I saved the trunk and larger branches of the bitter cherry for some woodworking projects. I'm going to try splitting the trunk to make a few primitive bows from it. I burned the intermediate size branches. Bitter cherry is a very dense hardwood that is suitable for furniture. I'm thinking of using some of the bitter cherry as fodder for the lathe.
There are still several other bitter cherry trees within the chicken pen and they serve a very useful function there. They provide both shade and protection for the chickens. A hawk flying overhead can't focus on the chickens under the branches. I learned about this from a friend who raised free range broilers. She strung mylar flash tape from the tops of poles across her chickens' little pasture. The hawk sees the tape, but doesn't see anything on the ground underneath the tape.
Another project I did Monday was to lay down new straw in chicken and duck pens and in the goats' sleeping shelter. While the goats didn't seem to care one way or the other, the chickens were quite appreciative. They have spent the past few days happily scratching through the straw looking for the occasional head of wheat the combine missed. Scratch and peck, its what chickens do. I put straw in the chicken pen to keep them cleaner, but it turns out to be recreational from the chickens' perspective. I also put in fresh straw in the coop. While I was cleaning out the nest boxes I was pleasantly surprised to learn that some of the hens have been laying for about a week. I found fifteen eggs in one of the nest boxes.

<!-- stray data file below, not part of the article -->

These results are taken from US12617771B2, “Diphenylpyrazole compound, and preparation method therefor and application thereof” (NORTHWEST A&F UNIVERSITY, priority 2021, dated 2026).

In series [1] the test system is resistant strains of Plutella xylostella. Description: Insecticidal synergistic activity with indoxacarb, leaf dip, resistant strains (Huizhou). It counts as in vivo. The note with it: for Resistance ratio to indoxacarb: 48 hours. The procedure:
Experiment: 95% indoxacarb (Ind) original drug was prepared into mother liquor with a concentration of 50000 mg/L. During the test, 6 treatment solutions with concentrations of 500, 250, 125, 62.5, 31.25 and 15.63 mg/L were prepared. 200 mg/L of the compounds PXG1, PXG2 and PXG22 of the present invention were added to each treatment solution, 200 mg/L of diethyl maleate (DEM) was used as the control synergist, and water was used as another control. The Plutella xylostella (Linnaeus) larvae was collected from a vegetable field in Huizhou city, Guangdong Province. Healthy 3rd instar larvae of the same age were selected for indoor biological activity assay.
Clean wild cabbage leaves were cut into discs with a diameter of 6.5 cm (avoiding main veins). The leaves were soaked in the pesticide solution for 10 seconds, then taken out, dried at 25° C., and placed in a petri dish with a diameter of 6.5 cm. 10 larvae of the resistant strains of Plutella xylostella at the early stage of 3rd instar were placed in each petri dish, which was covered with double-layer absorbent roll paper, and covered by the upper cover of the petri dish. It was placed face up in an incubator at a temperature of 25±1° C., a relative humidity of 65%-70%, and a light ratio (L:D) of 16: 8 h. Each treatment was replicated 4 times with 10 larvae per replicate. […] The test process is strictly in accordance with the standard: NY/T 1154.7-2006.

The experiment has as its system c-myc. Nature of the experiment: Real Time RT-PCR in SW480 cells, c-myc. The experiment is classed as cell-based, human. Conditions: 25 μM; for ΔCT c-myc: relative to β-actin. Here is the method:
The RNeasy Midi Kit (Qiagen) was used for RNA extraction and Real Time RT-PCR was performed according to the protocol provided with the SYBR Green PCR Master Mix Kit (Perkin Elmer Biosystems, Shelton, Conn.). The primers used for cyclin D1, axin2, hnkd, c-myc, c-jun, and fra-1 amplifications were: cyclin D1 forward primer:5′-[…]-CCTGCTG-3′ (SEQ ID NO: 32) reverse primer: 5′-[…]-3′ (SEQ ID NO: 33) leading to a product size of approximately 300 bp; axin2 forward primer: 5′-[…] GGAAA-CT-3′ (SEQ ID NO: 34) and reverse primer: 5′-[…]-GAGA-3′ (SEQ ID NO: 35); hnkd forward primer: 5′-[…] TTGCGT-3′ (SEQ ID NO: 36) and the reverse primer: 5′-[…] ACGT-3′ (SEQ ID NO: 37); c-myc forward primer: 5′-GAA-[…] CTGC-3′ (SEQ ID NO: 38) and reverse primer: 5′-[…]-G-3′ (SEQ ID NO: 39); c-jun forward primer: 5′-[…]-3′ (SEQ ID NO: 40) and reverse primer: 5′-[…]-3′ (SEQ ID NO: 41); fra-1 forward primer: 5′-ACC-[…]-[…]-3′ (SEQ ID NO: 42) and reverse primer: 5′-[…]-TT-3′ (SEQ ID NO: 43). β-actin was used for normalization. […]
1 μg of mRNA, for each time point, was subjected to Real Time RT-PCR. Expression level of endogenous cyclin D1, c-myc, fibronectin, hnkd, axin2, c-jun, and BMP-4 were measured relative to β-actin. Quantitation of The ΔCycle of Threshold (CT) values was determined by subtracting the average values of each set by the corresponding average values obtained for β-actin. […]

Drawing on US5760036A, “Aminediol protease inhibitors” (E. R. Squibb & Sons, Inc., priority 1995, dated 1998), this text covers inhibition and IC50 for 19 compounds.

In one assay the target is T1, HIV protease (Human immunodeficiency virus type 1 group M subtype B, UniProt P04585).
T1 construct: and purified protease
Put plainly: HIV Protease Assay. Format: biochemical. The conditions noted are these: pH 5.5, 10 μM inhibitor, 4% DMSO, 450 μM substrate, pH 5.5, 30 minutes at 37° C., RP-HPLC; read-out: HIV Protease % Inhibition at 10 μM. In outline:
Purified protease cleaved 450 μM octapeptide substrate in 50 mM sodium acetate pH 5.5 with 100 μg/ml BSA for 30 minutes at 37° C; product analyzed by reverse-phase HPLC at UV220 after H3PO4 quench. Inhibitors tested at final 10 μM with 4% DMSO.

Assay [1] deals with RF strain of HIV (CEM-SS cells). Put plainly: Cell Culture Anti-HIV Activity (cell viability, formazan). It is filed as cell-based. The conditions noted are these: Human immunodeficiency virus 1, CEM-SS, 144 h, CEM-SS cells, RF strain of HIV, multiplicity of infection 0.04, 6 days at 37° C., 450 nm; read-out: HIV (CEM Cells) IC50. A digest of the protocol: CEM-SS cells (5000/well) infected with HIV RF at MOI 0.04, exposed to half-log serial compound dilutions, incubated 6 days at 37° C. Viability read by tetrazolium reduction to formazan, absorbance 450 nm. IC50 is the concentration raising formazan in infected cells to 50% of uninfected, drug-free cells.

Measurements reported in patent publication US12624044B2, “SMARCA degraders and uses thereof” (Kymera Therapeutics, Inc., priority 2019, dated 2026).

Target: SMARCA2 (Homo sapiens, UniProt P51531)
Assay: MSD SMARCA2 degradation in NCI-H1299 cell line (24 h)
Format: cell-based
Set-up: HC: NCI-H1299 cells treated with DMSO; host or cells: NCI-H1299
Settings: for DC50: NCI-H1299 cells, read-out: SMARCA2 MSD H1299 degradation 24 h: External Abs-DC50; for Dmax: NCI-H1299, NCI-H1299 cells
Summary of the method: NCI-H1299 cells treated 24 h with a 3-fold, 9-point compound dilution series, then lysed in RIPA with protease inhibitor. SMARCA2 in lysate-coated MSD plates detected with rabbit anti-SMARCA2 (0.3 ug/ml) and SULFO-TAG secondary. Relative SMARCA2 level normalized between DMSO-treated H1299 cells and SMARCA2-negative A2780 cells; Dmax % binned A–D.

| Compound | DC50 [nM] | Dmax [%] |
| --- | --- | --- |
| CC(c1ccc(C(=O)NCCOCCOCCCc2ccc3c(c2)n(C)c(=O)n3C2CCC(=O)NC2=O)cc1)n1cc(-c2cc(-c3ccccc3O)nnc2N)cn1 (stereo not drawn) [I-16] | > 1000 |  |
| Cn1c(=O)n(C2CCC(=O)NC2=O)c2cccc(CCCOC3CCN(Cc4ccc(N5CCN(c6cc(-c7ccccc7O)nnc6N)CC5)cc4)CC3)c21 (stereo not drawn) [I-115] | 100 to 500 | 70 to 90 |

|Happy chickens in their freshly strawed pen|
My hen duck has also started to lay this week. So far she has laid two little pullet eggs. We had a reasonably good supply of eggs when the hens stopped laying last fall. Our egg supply lasted us for about a month or so into early December. Then we actually had to buy eggs for two months. Now we won't have to buy eggs again until this coming December.
|Duck pullet egg compared to a normal size egg|
I started knitting another tam hat on Monday. My mother just recently knitted a wonderfully cute sweater for my grand daughter Madelynn using wool I had spun into yarn. There is a fair amount of the wool left over so I thought I'd knit her a tam hat that would match her sweater. It is light brown wool from an Islandic sheep. I didn't shear the sheep but rather traded for the wool with a package of honeybees.
|Madelynn's new sweater, modeled by Linda|